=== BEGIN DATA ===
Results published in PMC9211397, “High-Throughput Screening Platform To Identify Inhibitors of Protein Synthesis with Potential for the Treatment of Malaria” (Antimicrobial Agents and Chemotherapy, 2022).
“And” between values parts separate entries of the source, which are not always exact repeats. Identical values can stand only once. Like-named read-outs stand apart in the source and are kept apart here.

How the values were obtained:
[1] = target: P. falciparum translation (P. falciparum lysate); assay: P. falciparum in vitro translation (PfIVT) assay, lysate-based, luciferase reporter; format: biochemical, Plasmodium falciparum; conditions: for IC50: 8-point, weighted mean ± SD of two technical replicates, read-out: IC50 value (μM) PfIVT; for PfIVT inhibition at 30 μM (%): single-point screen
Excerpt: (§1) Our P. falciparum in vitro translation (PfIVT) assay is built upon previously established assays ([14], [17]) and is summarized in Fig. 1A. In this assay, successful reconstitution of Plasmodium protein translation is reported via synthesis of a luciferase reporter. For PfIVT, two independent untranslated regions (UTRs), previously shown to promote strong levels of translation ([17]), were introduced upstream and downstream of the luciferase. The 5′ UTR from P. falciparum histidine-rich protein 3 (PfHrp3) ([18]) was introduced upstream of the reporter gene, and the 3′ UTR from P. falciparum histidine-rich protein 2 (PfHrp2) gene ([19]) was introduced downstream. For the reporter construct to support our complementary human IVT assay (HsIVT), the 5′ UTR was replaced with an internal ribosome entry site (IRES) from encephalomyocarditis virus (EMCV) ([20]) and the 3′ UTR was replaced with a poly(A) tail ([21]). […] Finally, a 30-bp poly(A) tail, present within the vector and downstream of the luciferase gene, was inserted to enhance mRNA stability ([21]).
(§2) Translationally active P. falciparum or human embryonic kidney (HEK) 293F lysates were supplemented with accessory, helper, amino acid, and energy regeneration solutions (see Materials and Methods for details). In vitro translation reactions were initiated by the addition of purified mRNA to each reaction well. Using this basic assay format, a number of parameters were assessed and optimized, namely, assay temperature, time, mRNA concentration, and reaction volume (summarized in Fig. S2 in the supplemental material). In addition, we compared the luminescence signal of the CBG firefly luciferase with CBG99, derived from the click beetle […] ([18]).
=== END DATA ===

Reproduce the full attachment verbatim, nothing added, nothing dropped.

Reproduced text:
Results published in PMC9211397, “High-Throughput Screening Platform To Identify Inhibitors of Protein Synthesis with Potential for the Treatment of Malaria” (Antimicrobial Agents and Chemotherapy, 2022).
“And” between values parts separate entries of the source, which are not always exact repeats. Identical values can stand only once. Like-named read-outs stand apart in the source and are kept apart here.

How the values were obtained:
[1] = target: P. falciparum translation (P. falciparum lysate); assay: P. falciparum in vitro translation (PfIVT) assay, lysate-based, luciferase reporter; format: biochemical, Plasmodium falciparum; conditions: for IC50: 8-point, weighted mean ± SD of two technical replicates, read-out: IC50 value (μM) PfIVT; for PfIVT inhibition at 30 μM (%): single-point screen
Excerpt: (§1) Our P. falciparum in vitro translation (PfIVT) assay is built upon previously established assays ([14], [17]) and is summarized in Fig. 1A. In this assay, successful reconstitution of Plasmodium protein translation is reported via synthesis of a luciferase reporter. For PfIVT, two independent untranslated regions (UTRs), previously shown to promote strong levels of translation ([17]), were introduced upstream and downstream of the luciferase. The 5′ UTR from P. falciparum histidine-rich protein 3 (PfHrp3) ([18]) was introduced upstream of the reporter gene, and the 3′ UTR from P. falciparum histidine-rich protein 2 (PfHrp2) gene ([19]) was introduced downstream. For the reporter construct to support our complementary human IVT assay (HsIVT), the 5′ UTR was replaced with an internal ribosome entry site (IRES) from encephalomyocarditis virus (EMCV) ([20]) and the 3′ UTR was replaced with a poly(A) tail ([21]). […] Finally, a 30-bp poly(A) tail, present within the vector and downstream of the luciferase gene, was inserted to enhance mRNA stability ([21]).
(§2) Translationally active P. falciparum or human embryonic kidney (HEK) 293F lysates were supplemented with accessory, helper, amino acid, and energy regeneration solutions (see Materials and Methods for details). In vitro translation reactions were initiated by the addition of purified mRNA to each reaction well. Using this basic assay format, a number of parameters were assessed and optimized, namely, assay temperature, time, mRNA concentration, and reaction volume (summarized in Fig. S2 in the supplemental material). In addition, we compared the luminescence signal of the CBG firefly luciferase with CBG99, derived from the click beetle […] ([18]).